Recent study shows increase in weekly cycling despite barriers
The 2021 Walking and Cycling Index commissioned by national cycling charity Sustrans revealed that 1 in 4 Tower Hamlets residents have been cycling weekly, compared with 1 in 10 in 2019.
The uptake in cycling includes a yearly average of 8000 trips a day using Transport for London’s (TfL) Santander Cycles, a figure that has doubled since 2019.
Residents of the borough do however still face barriers to participation in cycling, and participation is not equal. Access to bicycles and safety are the most significant barriers to cycling.
Women are 1.5 times less likely to cycle at least once a week than men, and people in the top two socio-economic groups are twice as likely to cycle than those in the bottom three socio-economic groups.
Only 30% of disabled people and 41% of non-disabled people think cycling safety in Tower Hamlets is good. 27% of residents think their area has a good level of safety for children cyclists.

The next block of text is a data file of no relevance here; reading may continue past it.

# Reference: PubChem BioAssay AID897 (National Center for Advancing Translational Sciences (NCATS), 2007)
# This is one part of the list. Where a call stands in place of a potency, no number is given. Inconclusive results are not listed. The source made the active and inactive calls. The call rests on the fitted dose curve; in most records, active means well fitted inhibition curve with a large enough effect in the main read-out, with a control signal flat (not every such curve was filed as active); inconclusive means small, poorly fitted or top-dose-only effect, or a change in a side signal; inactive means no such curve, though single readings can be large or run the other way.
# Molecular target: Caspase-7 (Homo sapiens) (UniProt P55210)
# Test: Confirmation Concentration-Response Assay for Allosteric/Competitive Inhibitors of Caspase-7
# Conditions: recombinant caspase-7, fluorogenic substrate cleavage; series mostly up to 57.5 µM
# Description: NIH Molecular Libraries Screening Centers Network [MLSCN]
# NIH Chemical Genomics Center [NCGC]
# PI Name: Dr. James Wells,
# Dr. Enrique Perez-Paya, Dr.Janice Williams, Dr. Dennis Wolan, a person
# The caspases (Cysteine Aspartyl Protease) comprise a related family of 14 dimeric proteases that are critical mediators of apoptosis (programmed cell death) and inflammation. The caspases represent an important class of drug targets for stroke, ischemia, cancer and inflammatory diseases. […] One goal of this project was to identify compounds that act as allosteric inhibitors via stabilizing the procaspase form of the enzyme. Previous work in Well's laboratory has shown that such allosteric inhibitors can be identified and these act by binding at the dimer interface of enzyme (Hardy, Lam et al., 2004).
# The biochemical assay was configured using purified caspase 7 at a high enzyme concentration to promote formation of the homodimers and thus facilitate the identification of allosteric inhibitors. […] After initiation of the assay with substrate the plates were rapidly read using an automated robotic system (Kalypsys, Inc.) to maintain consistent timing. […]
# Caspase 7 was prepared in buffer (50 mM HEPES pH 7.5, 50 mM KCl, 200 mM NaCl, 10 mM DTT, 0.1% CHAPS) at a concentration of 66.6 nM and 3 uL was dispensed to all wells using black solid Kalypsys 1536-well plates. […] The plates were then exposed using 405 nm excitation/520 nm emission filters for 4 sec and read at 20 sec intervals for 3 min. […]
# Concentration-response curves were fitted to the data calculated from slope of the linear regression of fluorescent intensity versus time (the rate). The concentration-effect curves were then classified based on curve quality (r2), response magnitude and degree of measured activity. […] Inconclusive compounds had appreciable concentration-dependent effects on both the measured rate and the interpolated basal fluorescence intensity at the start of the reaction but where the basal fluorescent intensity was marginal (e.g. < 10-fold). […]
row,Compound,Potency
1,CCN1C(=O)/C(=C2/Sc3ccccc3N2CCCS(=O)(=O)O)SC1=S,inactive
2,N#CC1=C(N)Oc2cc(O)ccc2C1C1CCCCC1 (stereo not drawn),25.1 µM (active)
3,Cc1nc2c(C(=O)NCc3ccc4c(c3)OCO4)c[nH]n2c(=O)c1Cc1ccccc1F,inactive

Undoubtedly there is demand for change. 29% of women, 33% of people from ethnic minority groups, and 20% of disabled people said they ‘do not cycle but would like to’.
Initiatives like Cycle Sisters, the All Ability Cycling Club and Chrisp Street Community Cycles are encouraging cycling in the borough and addressing inequalities in cycling.
Sabeha Miah set up the Tower Hamlets Cycle Sisters group in 2020, organising weekly social rides for muslim women.
Over 200 residents with physical and learning disabilities have engaged in the programme at the All Ability Cycling Club.
338 residents, of whom 80% were female and 88% were from ethnic minorities, engaged with Chrisp Street Community Cycles, where you can borrow a bike for free, get advice about cycling, go on social rides and receive cycle skills training.
The Walking and Cycling Index is the biggest assessment of walking and cycling in urban areas in the UK and Ireland. Tower Hamlets is the only London borough to be a part of it.
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